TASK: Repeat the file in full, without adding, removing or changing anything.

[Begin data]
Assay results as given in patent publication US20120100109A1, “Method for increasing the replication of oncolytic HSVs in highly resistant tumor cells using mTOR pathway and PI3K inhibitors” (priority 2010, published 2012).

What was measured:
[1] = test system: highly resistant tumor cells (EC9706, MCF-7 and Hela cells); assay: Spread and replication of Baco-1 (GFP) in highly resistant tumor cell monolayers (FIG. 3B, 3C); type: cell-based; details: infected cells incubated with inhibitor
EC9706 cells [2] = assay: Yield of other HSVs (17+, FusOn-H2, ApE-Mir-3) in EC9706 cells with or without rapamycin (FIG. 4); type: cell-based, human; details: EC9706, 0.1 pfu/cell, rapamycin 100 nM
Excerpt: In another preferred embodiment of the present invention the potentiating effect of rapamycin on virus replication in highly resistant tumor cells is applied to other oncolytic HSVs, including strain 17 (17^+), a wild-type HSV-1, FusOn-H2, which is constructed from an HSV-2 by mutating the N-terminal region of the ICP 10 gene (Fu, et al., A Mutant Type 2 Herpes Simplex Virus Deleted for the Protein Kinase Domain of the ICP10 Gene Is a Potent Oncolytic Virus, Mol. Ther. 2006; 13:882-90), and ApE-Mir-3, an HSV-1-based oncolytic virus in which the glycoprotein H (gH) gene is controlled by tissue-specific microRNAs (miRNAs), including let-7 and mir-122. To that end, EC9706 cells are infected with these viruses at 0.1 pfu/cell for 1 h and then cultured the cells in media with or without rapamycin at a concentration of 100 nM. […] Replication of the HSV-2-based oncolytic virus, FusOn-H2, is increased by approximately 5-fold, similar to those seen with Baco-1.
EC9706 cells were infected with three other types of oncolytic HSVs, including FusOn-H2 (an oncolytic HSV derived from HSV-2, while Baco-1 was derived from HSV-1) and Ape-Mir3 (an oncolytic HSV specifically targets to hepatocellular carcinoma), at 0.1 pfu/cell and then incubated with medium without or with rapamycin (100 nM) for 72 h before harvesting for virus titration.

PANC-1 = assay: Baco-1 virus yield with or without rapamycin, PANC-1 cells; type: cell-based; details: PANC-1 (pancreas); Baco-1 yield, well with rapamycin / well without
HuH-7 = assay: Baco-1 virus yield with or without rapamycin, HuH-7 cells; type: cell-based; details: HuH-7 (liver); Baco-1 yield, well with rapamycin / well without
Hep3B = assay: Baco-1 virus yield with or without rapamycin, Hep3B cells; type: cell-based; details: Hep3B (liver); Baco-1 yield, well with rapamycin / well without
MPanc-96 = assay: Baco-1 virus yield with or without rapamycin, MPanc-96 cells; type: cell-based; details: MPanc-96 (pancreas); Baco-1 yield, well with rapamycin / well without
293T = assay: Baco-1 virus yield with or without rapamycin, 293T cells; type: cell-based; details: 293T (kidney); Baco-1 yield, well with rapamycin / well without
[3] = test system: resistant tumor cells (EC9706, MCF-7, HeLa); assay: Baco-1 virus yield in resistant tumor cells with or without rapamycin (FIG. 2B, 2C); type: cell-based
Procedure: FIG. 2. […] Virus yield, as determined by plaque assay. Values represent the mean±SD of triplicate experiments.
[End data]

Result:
Assay results as given in patent publication US20120100109A1, “Method for increasing the replication of oncolytic HSVs in highly resistant tumor cells using mTOR pathway and PI3K inhibitors” (priority 2010, published 2012).

What was measured:
[1] = test system: highly resistant tumor cells (EC9706, MCF-7 and Hela cells); assay: Spread and replication of Baco-1 (GFP) in highly resistant tumor cell monolayers (FIG. 3B, 3C); type: cell-based; details: infected cells incubated with inhibitor
EC9706 cells [2] = assay: Yield of other HSVs (17+, FusOn-H2, ApE-Mir-3) in EC9706 cells with or without rapamycin (FIG. 4); type: cell-based, human; details: EC9706, 0.1 pfu/cell, rapamycin 100 nM
Excerpt: In another preferred embodiment of the present invention the potentiating effect of rapamycin on virus replication in highly resistant tumor cells is applied to other oncolytic HSVs, including strain 17 (17^+), a wild-type HSV-1, FusOn-H2, which is constructed from an HSV-2 by mutating the N-terminal region of the ICP 10 gene (Fu, et al., A Mutant Type 2 Herpes Simplex Virus Deleted for the Protein Kinase Domain of the ICP10 Gene Is a Potent Oncolytic Virus, Mol. Ther. 2006; 13:882-90), and ApE-Mir-3, an HSV-1-based oncolytic virus in which the glycoprotein H (gH) gene is controlled by tissue-specific microRNAs (miRNAs), including let-7 and mir-122. To that end, EC9706 cells are infected with these viruses at 0.1 pfu/cell for 1 h and then cultured the cells in media with or without rapamycin at a concentration of 100 nM. […] Replication of the HSV-2-based oncolytic virus, FusOn-H2, is increased by approximately 5-fold, similar to those seen with Baco-1.
EC9706 cells were infected with three other types of oncolytic HSVs, including FusOn-H2 (an oncolytic HSV derived from HSV-2, while Baco-1 was derived from HSV-1) and Ape-Mir3 (an oncolytic HSV specifically targets to hepatocellular carcinoma), at 0.1 pfu/cell and then incubated with medium without or with rapamycin (100 nM) for 72 h before harvesting for virus titration.

PANC-1 = assay: Baco-1 virus yield with or without rapamycin, PANC-1 cells; type: cell-based; details: PANC-1 (pancreas); Baco-1 yield, well with rapamycin / well without
HuH-7 = assay: Baco-1 virus yield with or without rapamycin, HuH-7 cells; type: cell-based; details: HuH-7 (liver); Baco-1 yield, well with rapamycin / well without
Hep3B = assay: Baco-1 virus yield with or without rapamycin, Hep3B cells; type: cell-based; details: Hep3B (liver); Baco-1 yield, well with rapamycin / well without
MPanc-96 = assay: Baco-1 virus yield with or without rapamycin, MPanc-96 cells; type: cell-based; details: MPanc-96 (pancreas); Baco-1 yield, well with rapamycin / well without
293T = assay: Baco-1 virus yield with or without rapamycin, 293T cells; type: cell-based; details: 293T (kidney); Baco-1 yield, well with rapamycin / well without
[3] = test system: resistant tumor cells (EC9706, MCF-7, HeLa); assay: Baco-1 virus yield in resistant tumor cells with or without rapamycin (FIG. 2B, 2C); type: cell-based
Procedure: FIG. 2. […] Virus yield, as determined by plaque assay. Values represent the mean±SD of triplicate experiments.